Immelt also said GE had no interest in bidding for Dow Jones, which has received a $5 billion takeover offer from Rupert Murdoch's News Corp.
Last month, Citigroup analyst Jeffrey Sprague said GE should spin off its NBC and GE Money Units as well as its real estate assets to unlock value in the core company. As a stand-alone company, he said, NBC would be better able explore acquisitions or sell itself to a larger media company.
“GE stock has basically gone sideways for five years despite solid underlying execution,” Sprague said in a research report. “We believe GE’s size and complexity is working against investor interest in the stock and has contributed to further valuation erosion.”
While sounding bullish on NBC, Immelt said he's had no qualms about shedding underperforming operations. Since becoming CEO, he said, he has sold divisions that once generated about 40% of GE’s earnings and boosted overall profits.
“I’ve been pro-investor,” Immelt said. “I’ve been aggressive with the portfolio. I think by the second half of this year we’re going to be growing double-digits at NBC Universal again. We’ve got the Olympics and the elections in 2008. We’ve got a great growth digital platform, and we think it’s a good business for us.”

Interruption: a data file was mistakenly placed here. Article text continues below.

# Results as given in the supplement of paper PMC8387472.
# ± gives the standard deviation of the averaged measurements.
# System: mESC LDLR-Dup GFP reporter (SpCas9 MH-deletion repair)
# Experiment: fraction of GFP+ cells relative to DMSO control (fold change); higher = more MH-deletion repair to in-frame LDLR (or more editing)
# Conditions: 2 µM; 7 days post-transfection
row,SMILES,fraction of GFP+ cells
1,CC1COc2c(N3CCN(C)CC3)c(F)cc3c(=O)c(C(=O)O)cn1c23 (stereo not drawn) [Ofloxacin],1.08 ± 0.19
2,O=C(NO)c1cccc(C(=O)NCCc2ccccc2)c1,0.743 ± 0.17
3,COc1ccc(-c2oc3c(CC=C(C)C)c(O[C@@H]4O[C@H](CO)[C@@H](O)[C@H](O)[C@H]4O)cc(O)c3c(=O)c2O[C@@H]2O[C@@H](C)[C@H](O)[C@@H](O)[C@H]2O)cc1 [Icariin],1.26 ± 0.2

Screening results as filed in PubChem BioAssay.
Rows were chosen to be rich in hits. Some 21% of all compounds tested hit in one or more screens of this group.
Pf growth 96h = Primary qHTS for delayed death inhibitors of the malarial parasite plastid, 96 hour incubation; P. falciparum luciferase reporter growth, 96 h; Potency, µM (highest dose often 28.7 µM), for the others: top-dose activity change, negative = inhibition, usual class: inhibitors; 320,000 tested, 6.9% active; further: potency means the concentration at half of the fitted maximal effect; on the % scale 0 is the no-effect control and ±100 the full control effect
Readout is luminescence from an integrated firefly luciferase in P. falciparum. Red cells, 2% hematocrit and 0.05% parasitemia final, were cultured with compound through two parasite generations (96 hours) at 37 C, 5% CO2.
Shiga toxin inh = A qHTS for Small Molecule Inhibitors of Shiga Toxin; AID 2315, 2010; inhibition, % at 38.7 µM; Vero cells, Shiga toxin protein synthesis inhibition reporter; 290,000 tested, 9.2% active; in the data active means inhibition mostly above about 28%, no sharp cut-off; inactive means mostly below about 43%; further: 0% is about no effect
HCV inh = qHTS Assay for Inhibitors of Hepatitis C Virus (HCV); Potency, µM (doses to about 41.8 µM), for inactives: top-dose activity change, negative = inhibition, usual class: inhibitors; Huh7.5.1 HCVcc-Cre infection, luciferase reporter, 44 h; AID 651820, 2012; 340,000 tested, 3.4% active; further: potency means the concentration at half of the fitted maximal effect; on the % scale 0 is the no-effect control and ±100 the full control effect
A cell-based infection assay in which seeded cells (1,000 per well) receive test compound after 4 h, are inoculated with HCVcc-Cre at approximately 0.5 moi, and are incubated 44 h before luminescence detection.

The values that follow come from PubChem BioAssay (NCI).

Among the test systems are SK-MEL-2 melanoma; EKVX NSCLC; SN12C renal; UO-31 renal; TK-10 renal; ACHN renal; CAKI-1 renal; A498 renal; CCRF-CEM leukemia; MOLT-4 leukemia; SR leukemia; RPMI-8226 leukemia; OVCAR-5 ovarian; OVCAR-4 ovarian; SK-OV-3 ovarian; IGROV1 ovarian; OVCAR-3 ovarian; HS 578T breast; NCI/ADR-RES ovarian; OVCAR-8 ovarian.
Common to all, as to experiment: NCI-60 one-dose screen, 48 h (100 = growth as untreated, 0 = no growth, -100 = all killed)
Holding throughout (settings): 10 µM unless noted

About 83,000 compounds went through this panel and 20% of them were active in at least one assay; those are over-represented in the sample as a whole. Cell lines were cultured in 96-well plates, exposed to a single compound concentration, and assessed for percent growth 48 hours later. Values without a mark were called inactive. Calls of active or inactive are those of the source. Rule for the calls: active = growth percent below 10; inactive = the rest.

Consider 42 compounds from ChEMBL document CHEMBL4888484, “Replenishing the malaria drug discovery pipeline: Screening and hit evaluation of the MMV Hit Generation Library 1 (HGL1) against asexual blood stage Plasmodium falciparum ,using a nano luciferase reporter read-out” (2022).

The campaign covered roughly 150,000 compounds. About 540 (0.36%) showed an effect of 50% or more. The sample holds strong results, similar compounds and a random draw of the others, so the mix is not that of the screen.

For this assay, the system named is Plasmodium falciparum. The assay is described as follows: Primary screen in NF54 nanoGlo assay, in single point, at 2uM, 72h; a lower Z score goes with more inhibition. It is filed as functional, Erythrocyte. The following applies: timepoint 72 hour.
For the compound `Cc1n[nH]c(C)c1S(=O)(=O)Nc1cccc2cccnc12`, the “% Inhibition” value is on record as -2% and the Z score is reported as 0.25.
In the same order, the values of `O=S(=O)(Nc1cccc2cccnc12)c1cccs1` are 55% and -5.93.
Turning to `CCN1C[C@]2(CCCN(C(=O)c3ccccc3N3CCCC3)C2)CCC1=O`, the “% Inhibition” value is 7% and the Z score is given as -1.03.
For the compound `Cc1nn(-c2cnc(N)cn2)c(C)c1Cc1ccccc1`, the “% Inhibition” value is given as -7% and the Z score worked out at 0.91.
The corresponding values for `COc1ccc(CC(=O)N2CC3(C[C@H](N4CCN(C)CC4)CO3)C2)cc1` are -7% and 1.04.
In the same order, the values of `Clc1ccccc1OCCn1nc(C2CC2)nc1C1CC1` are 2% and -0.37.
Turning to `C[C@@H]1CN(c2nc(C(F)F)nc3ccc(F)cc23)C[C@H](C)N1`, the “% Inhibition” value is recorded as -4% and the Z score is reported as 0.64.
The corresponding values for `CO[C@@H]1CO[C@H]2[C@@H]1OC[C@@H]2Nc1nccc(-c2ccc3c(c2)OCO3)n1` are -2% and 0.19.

“We’re always looking to see if we can create shareholder value through portfolio and always will,” he added. “Nothing is safe. Everybody in the company has to perform.”
Murdoch is believed to be seeking Dow Jones, publisher of the Wall Street Journal, to help launch his Fox business news channel later this year, which would compete with CNBC. That has prompted speculation that GE might offer to buy Dow Jones, which has a partnership with CNBC that extends until 2012.
But Immelt said newspaper publishing is a “separate and distinct business away from our core competency.”
"I would say we have no interest in (bidding for Dow Jones.)," Immelt said. "Rupert (Murdoch) is a successful guy and I respect everything he does. CNBC is a very valuable asset to GE and NBC Universal and we will absolutely feel great about position and we think this is going to be a good growth business and it almost doesn’t matter to me what they do from a strategic standpoint. We believe in the long-term growth and health of CNBC.”